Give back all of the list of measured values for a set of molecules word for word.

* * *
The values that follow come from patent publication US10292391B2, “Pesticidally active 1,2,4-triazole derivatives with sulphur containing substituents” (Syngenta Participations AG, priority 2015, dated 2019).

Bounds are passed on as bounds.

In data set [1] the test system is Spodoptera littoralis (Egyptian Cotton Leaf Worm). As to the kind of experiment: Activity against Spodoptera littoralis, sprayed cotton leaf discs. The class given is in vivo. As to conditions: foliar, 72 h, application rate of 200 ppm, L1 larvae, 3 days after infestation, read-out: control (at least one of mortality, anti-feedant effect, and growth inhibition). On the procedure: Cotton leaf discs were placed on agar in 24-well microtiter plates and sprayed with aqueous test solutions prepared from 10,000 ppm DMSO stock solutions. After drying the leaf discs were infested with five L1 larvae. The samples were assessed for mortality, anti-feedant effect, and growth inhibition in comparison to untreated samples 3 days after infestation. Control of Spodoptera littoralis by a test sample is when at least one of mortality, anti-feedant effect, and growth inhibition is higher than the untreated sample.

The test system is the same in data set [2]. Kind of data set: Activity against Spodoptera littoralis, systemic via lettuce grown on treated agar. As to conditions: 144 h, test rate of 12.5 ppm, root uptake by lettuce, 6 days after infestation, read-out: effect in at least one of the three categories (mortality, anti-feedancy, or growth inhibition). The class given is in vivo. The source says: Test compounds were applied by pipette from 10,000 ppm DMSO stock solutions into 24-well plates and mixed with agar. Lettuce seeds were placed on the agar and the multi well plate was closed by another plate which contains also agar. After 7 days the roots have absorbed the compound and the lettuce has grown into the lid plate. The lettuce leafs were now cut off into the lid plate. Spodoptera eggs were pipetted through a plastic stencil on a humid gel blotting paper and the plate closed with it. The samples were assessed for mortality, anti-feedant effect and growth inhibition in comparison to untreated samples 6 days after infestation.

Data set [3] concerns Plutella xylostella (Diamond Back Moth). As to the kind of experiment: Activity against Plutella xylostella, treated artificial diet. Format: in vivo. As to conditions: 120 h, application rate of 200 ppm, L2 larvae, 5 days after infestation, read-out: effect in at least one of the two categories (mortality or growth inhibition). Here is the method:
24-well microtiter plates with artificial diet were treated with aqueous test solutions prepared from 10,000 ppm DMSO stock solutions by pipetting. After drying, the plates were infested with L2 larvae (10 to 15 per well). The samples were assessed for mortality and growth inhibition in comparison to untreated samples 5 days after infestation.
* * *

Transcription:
The values that follow come from patent publication US10292391B2, “Pesticidally active 1,2,4-triazole derivatives with sulphur containing substituents” (Syngenta Participations AG, priority 2015, dated 2019).

Bounds are passed on as bounds.

In data set [1] the test system is Spodoptera littoralis (Egyptian Cotton Leaf Worm). As to the kind of experiment: Activity against Spodoptera littoralis, sprayed cotton leaf discs. The class given is in vivo. As to conditions: foliar, 72 h, application rate of 200 ppm, L1 larvae, 3 days after infestation, read-out: control (at least one of mortality, anti-feedant effect, and growth inhibition). On the procedure: Cotton leaf discs were placed on agar in 24-well microtiter plates and sprayed with aqueous test solutions prepared from 10,000 ppm DMSO stock solutions. After drying the leaf discs were infested with five L1 larvae. The samples were assessed for mortality, anti-feedant effect, and growth inhibition in comparison to untreated samples 3 days after infestation. Control of Spodoptera littoralis by a test sample is when at least one of mortality, anti-feedant effect, and growth inhibition is higher than the untreated sample.

The test system is the same in data set [2]. Kind of data set: Activity against Spodoptera littoralis, systemic via lettuce grown on treated agar. As to conditions: 144 h, test rate of 12.5 ppm, root uptake by lettuce, 6 days after infestation, read-out: effect in at least one of the three categories (mortality, anti-feedancy, or growth inhibition). The class given is in vivo. The source says: Test compounds were applied by pipette from 10,000 ppm DMSO stock solutions into 24-well plates and mixed with agar. Lettuce seeds were placed on the agar and the multi well plate was closed by another plate which contains also agar. After 7 days the roots have absorbed the compound and the lettuce has grown into the lid plate. The lettuce leafs were now cut off into the lid plate. Spodoptera eggs were pipetted through a plastic stencil on a humid gel blotting paper and the plate closed with it. The samples were assessed for mortality, anti-feedant effect and growth inhibition in comparison to untreated samples 6 days after infestation.

Data set [3] concerns Plutella xylostella (Diamond Back Moth). As to the kind of experiment: Activity against Plutella xylostella, treated artificial diet. Format: in vivo. As to conditions: 120 h, application rate of 200 ppm, L2 larvae, 5 days after infestation, read-out: effect in at least one of the two categories (mortality or growth inhibition). Here is the method:
24-well microtiter plates with artificial diet were treated with aqueous test solutions prepared from 10,000 ppm DMSO stock solutions by pipetting. After drying, the plates were infested with L2 larvae (10 to 15 per well). The samples were assessed for mortality and growth inhibition in comparison to untreated samples 5 days after infestation.